Les Miles is out as Kansas’ head football coach three days after being placed on administrative leave by the university.
Kansas athletic director Jeff Long said in a statement last Friday that the university was conducting a full review to determine the appropriate steps on Miles’ future after reports of his conduct while he coached at LSU were made public last week.
According to a copy of Miles’ employment contract with Kansas, the university would have “just cause” to end its agreement with Miles if the coach had “discreditable conduct that is inconsistent with the professional standards expected of a head coach of a collegiate sports team.”
Another clause in the contract that defines “just cause” is “participation in by head coach of any act, situation, or occurrence, or any conduct, which in Athletics of KU’s judgment brings Head Coach and/or KU into public disrepute, embarrassment, contempt, or ridicule …”
Last Thursday, a report released on behalf of LSU showed that a 2013 internal investigation at the school accused Miles of inappropriate behavior toward female students, including allegations that he contacted some via Facebook and text, met them off campus alone and kissed at least one of them.
The report did not find that he had sexual relationships with any of the women, and Miles strongly denied kissing the student, saying he didn’t do anything wrong and that he was mentoring young women at the university.
Miles’ attorney, Peter Ginsberg, last Saturday described Kansas’ decision to put Miles on leave as being based on “media blowback” and categorized it as being “disturbing and unfair.”
The law firm Taylor Porter conducted the investigation on behalf of LSU. Ginsberg told ESPN on Thursday that the results of the investigation “should put an end to the baseless, inaccurate media reports that Coach Les Miles engaged in an inappropriate touching of an Athletic Department student volunteer eight years ago.”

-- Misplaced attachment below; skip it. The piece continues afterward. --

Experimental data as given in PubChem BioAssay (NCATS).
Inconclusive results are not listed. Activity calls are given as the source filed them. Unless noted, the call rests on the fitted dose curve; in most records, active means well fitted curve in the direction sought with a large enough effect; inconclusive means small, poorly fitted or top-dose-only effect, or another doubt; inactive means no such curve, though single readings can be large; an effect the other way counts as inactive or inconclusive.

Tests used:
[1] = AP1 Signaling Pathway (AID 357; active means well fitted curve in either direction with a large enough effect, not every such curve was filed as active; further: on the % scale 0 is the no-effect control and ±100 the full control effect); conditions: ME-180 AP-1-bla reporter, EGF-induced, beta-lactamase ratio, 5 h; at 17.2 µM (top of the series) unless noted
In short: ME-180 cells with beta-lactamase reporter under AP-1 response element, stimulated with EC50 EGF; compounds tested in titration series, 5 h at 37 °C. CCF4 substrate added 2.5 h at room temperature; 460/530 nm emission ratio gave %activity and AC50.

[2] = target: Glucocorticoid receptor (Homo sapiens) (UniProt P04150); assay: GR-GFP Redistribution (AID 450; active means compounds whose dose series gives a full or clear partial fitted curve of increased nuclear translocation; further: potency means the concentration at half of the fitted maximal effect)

On Friday, a second report, this one conducted by the law firm Husch Blackwell, detailed systemic failures by LSU to appropriately report incidents of athletic-related sexual misconduct and abuse. Part of that report showed that former LSU athletic director Joe Alleva recommended in 2013 that Miles be fired as coach because of the above-mentioned accusations of inappropriate behavior with female students.
The 67-year-old Miles was 3-18 in two seasons at Kansas, including an 0-9 record in 2020. The Jayhawks’ only Big 12 win during Miles’ two seasons in Lawrence came over Texas Tech in 2019. Kansas hasn’t won more than three games in a season since 2009.
Miles guided LSU to a national championship in 2007, and the Tigers played for a national championship on his watch in 2011.
Long and Miles worked together at Michigan in the late 1980s and early 1990s. Before Long hired him at KU, Miles had been out of coaching for parts of three seasons after being fired by LSU in 2016.
Mike DeBord, who was hired last month as Kansas’ offensive coordinator, was appointed to oversee the program after Miles was placed on leave, sources told ESPN.